Therefore, those who are aware of their dignity must not hold still. It is urgent “no longer to regard it as beneath one's dignity, to take a public position, to express what one is no longer willing to accept and to ensure within the scope of one's possibilities that the dignity of people is no longer trampled underfoot , injured and undermined. "

Sustainability also has an ethical dimension

It is also a book that shows Hüther's path to sustainability: He has a special memory of the 1962 bestseller “Silent Spring” by the American biologist Rachel Louise Carson, which marked the beginning of the global environmental movement marked. A few years ago he saw the two documentaries by Austrian filmmaker Erwin Wagenhofer: "Lets make money" and "We feed the world". Here he found many of his insights confirmed: how things are in global business in the financial system and in global corporations in the food industry.

Those responsible for the insidious financial transactions and the food corporations dominating the world market were "in the formal sense" very educated people. They attended the best schools and graduated with the best exams, studied at renowned universities and also obtained excellent academic degrees here. But what they got here had nothing to do with education. With this knowledge, they turned others into objects and used them to maximize profits.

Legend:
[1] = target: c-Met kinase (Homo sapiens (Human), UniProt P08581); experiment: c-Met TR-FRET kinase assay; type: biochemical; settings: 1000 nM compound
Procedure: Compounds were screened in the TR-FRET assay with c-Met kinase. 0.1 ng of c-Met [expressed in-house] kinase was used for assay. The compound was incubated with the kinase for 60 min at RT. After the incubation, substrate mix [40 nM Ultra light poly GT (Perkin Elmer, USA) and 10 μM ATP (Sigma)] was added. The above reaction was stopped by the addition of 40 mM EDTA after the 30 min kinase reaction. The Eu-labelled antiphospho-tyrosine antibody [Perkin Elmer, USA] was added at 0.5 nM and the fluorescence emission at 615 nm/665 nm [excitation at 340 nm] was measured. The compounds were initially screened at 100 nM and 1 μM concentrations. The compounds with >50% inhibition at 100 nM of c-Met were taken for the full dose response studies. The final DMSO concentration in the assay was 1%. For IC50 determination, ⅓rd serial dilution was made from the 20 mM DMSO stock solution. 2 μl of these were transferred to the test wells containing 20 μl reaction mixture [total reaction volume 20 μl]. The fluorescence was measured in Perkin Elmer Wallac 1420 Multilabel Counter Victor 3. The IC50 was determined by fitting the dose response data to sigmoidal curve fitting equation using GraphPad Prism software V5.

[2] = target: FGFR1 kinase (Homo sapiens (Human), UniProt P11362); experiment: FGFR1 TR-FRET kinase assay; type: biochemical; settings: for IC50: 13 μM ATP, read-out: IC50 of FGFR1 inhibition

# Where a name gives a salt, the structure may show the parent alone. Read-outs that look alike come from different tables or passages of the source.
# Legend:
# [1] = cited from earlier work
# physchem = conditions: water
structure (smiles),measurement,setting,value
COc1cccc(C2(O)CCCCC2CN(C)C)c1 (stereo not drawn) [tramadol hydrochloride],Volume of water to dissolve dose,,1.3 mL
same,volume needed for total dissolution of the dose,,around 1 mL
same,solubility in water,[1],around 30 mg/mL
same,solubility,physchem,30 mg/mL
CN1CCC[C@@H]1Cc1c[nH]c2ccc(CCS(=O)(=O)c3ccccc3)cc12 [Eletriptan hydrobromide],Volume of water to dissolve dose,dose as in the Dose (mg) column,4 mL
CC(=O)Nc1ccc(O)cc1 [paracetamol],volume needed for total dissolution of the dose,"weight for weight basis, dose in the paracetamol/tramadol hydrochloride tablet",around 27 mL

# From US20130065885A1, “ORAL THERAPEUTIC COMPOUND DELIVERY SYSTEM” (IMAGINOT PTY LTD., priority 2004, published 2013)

In his garden, under a tree, he asked himself: If everything that has been tried so far doesn't work, how do you do it? In doing so, he came across the inner compass, "which helps us not only to act in such a way that others are not injured, but we do not injure ourselves in the process: our dignity."

Hüther understands like few scientists how to really touch the recipients of his information and findings. This is also an essential aspect of sustainability communication. Unfortunately, it is incomprehensible to most people due to the very factual and often scientific basis. It has to move closer to the people, sustainability has to be simply explained and understandable.